Monday, June 18, 2012

How to drive in China

My friend Joey Zhou is a Chinese-Australian who has spent the last few months living back in the motherland. He figures he's been there long enough to compile a top 20 tips on how to drive a car in China:

  1. Speed limit? What speed limit? 
  2. Indicators are NOT a standard feature on cars. 
  3. There is no such thing as a one way street. 
  4. Talking on the mobile phone while driving is compulsory. 
  5. Traffic lights are only suggestions. 
  6. Electricity is expensive, so street lights are only turned on in some areas. 
  7. If you are driving 60kmph on the freeway, yep, go ahead and hog the overtaking lane. 
  8. Roundabouts are for drivers with real balls! 
  9. If you want to turn left, please do it from the right-most lane. 
  10. Use of high beam is mandatory - even during the day! 
  11. A part of your car should ALWAYS be outside of the parking space, so no one parks next to you. 
  12. The footpath is just another lane on the street, so please don't slow down. 
  13. While reversing, please keep your eyes to the front only. 
  14. Leave a gap in the traffic jam is a big No-No! 
  15. A driveway is just another awesome parking spot! 
  16. Truck drivers won't notice your car unless its under their wheels.
  17. Bicycles and motorbikes should always travel in opposite directions, so you don't them from behind. 
  18. Pedestrians are there to test your car's brake system and horn. 
  19. Hold your child on your lap in the front seat, to be used as a secondary airbag. 
  20. Swearing and cursing while driving is therapeutic. Don't hold it all in, you're gonna explode one day! So just let it out...

China's overall poor standard of driving and high rate of fatalities is well-known. It's easy to quip that it's just an "Asian drivers" problem writ large, it has a lot more to do with history. Simply put, cars are a relatively recent addition to Chinese life, as before its economic boom only the very wealthiest people were able to drive one. Then within the space of a few years, the car arrived and the roads were filled with new drivers.

Most people in Western countries with long histories of car ownership have developed not just a system of rules governing driving, but an unofficial culture of driving. While most of us have probably had at least a few paid lessons behind the wheel, so much of what we learn about driving comes from our parents, both consciously (advice) and unconsciously (observing). Most Chinese drivers however do not have that opportunity to learn from their parents, who might also be learning for the first time. Instead they learn from instructors who themselves may have little idea of what makes a good driver. And that's not even mentioning that learner drivers don't even have to have any experience driving on an actual road to be given their license - they need only drive round a practice course. It's the sort of thing that might take a generation or two to properly improve.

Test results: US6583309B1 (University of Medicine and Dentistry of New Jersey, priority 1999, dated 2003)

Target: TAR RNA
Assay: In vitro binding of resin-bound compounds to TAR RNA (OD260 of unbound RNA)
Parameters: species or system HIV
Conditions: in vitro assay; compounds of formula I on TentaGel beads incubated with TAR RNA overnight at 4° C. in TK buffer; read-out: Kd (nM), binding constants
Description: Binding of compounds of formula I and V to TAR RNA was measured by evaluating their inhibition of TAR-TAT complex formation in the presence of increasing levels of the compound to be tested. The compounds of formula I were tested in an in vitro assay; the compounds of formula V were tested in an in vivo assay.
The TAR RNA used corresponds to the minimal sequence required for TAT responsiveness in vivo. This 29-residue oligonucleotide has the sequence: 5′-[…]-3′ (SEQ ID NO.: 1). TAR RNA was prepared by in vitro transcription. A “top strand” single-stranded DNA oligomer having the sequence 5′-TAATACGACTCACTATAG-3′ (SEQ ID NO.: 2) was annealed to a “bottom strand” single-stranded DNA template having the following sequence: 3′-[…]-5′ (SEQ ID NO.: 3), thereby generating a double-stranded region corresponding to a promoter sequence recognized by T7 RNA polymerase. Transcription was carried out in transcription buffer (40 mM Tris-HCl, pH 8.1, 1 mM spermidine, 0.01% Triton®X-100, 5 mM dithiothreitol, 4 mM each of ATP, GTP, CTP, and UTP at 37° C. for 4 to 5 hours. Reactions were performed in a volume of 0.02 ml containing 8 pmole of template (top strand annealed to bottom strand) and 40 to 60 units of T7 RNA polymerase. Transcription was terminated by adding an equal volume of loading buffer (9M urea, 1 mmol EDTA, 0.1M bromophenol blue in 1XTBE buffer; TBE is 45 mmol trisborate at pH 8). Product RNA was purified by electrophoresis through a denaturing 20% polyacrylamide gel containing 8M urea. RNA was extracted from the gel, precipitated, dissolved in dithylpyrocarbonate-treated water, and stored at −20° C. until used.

1. China is very interesting.

    Even though so many people act as if China's takeover of the world is imminent, and treat it as an economic giant, many people seem to overlook the fact that in many ways, China is still very much a poor, 3rd world country, and tend not to recognize that much of China's current success comes simply from leveraging its massive size and population.

    China's current growing pains are probably not too dissimilar from the growing pains Western countries had to undergo when they first modernized and started booming economically.

  2. I live in China and have a van and a motorcycle. I think the problems above are caused by:

    1) An extreme sense of selfishness in just about every area of Chinese culture. Driving like no one but you is important is just one example. Not standing in line or looking at your children with the attitude that their primary purpose in life is to give you face and/or provide for your retirement are others.

    2) Most Chinese culture hate the driving and other bad public habits (smoking, breaking in line, spitting, defecating in an elevator, etc.) just as much as foreigners do. The difference is that in Chinese culture no one else EVER corrects another's bad behavior. The result is that most people are either overly submissive or bullies and the bullies are NEVER challenged.

    3) Chinese traffic police are very, very, very lazy. They have lots of them but they don't really do anything most of the time. I don't think most of them even have the authority to write a ticket.

    4) There is almost zero enforcement of traffic regulations. A black sedan blatantly ran a light right and almost hit me one day. I stopped and blocked him so that the traffic officer standing right beside us could do something but instead he did nothing at all. I know an English-speaking police officer. I asked him one day what he'd do if he saw someone driving on the wrong side coming right at him. He said, "I will leave he alone."

    Driving in the US is different because people are raised to be more considerate of others, people don't take crap of of each other in public, and we have rule of law that is actually enforced by the police.

    1. Thanks Mark, great comment.
      Even though drivers in Western countries like Australia can get angry and abusive at times on the road, I think that does act as a form of social control, in which drivers are made more aware if they have done something stupid.